Unless you're really well-versed in web design, you'll want to probably have someone help you out here. I'm happy to give you advice. There are also some services out there like http://unbounce.com/ that will help you build good landing pages.
Don't forget to track everything you're doing so you can run some experiments like A/B tests.
3) Driving the traffic. It boils down to either inbound or outbound. Long-term you're better off with inbound-heavy approach. That mean content, content and more content. Again, you might need someone to give you some initial pointers here. One of the approaches I take is to tap into freelancer networks like Upwork.com and others to help me create content quickly.
As far as outbound, I have a little Linkedin hack I use with Linkedin groups. But in short it all depends on your industry and what you're trying to sell. Facebook ads is very easy to do it yourself and start with very small budgets. Growth hacking here is key. Even if it mean you reach out to people one by one on Linkedin, sometimes you just have to hack your way to momentum.
4) Optimize and test like crazy. There are a lot of tools here to help you like Optimizely (too expensive) and likes https://www.quora.com/A-B-Testing-What-are-the-alternatives-to-Optimizely
Honestly, it will all come down to short term vs longer term approach here. It's hard to give you more advice without more context around your product, company, industry, etc.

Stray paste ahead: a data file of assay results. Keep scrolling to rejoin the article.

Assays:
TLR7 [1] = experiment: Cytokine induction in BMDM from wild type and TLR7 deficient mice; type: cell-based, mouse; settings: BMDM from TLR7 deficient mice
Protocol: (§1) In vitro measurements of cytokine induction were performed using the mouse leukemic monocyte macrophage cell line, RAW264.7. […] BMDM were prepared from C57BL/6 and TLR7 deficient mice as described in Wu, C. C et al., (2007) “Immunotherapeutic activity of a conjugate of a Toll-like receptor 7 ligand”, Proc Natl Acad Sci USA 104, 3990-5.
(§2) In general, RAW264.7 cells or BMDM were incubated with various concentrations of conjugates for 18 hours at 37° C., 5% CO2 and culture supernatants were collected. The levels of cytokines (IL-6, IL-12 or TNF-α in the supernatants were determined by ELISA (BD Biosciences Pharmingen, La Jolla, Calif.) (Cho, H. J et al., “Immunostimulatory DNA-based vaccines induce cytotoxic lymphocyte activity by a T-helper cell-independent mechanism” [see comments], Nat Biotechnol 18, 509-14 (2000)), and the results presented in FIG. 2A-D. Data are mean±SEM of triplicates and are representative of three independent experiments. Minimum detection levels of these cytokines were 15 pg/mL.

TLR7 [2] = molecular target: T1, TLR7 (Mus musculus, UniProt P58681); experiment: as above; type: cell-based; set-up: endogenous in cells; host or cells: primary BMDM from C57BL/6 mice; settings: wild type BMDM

I'm happy to chat more. I'm brand new here but love the idea of helping others solve challenges. I'm currently managing a multi-million dollar program with hundreds of freelancers and 10 employees for a Fortune 50 company.
Answered 7 years ago
What price point?
What are you offering?
What is your CPL target?
Figure it out backwards:
40 leads = 5% conversion rate
40*20 = 800 opt ins per week (at least) at a 5% conversion rate
800*20 = 16,000 clicks from campaign.
At a $1 per click average, you would need to be able to spend 16k per week on your advertising.
I think your numbers are too aggressive, especially if you are posting this as a general question here on Clarity.
How do I know this? This is what I, and my agency do.
We can have a conversation, and I can provide some more direction for you, but in general I would look at getting 1 lead per week at first, and then scale from there.
Answered 6 years ago
You need to be able to target the customer exactly where they are in the funnel. Customer lifecycle marketing is a marketing approach that targets individual customers where they currently exist within the customer journey.
A proper customer lifecycle marketing strategy can:
* Increase consumer trust in your brand
* Increase customer retention and loyalty
* Reduce instances of customers abandoning shopping carts
* Reduce customer churn rate
Ultimately, all of this leads to a major increase in profitability. Not only is it inherently profitable to have a solid base of recurring customers spending their money on your products or services, but retaining customers is also much more cost-efficient than acquiring new ones.
You can get more on the how and why of lifecycle marketing in this blog from Fieldboom: http://www.fieldboom.com/blog/customer-lifecycle-marketing/.
Answered 6 years ago